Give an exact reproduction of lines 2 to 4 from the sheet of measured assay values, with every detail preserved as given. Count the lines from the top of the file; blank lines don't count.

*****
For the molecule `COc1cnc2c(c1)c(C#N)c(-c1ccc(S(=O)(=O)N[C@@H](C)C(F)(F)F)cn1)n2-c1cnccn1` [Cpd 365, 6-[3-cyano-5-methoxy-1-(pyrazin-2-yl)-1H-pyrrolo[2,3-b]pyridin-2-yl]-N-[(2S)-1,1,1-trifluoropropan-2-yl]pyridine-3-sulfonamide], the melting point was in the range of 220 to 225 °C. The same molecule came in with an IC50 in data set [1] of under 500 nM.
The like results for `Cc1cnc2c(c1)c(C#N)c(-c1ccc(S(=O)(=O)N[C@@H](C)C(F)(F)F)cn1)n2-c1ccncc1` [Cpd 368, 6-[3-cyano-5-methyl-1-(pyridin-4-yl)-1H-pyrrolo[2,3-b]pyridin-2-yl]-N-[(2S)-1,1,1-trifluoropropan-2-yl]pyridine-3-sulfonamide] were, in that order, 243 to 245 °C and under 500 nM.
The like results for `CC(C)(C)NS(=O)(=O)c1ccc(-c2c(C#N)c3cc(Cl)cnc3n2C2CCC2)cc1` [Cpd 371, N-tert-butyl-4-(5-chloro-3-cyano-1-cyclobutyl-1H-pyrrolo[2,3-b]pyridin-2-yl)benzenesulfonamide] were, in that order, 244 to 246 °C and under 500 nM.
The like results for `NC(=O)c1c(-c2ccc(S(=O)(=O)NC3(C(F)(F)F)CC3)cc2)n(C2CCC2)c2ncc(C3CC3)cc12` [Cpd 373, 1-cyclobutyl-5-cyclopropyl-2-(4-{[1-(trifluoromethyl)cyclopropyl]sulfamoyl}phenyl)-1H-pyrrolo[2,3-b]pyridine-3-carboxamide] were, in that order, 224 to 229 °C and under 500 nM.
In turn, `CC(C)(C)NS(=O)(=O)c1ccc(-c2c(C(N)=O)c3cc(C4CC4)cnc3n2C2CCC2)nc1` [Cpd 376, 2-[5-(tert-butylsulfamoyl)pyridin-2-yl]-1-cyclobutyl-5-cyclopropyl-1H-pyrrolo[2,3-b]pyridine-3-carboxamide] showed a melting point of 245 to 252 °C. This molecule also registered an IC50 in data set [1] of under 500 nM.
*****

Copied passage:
The like results for `Cc1cnc2c(c1)c(C#N)c(-c1ccc(S(=O)(=O)N[C@@H](C)C(F)(F)F)cn1)n2-c1ccncc1` [Cpd 368, 6-[3-cyano-5-methyl-1-(pyridin-4-yl)-1H-pyrrolo[2,3-b]pyridin-2-yl]-N-[(2S)-1,1,1-trifluoropropan-2-yl]pyridine-3-sulfonamide] were, in that order, 243 to 245 °C and under 500 nM.
The like results for `CC(C)(C)NS(=O)(=O)c1ccc(-c2c(C#N)c3cc(Cl)cnc3n2C2CCC2)cc1` [Cpd 371, N-tert-butyl-4-(5-chloro-3-cyano-1-cyclobutyl-1H-pyrrolo[2,3-b]pyridin-2-yl)benzenesulfonamide] were, in that order, 244 to 246 °C and under 500 nM.
The like results for `NC(=O)c1c(-c2ccc(S(=O)(=O)NC3(C(F)(F)F)CC3)cc2)n(C2CCC2)c2ncc(C3CC3)cc12` [Cpd 373, 1-cyclobutyl-5-cyclopropyl-2-(4-{[1-(trifluoromethyl)cyclopropyl]sulfamoyl}phenyl)-1H-pyrrolo[2,3-b]pyridine-3-carboxamide] were, in that order, 224 to 229 °C and under 500 nM.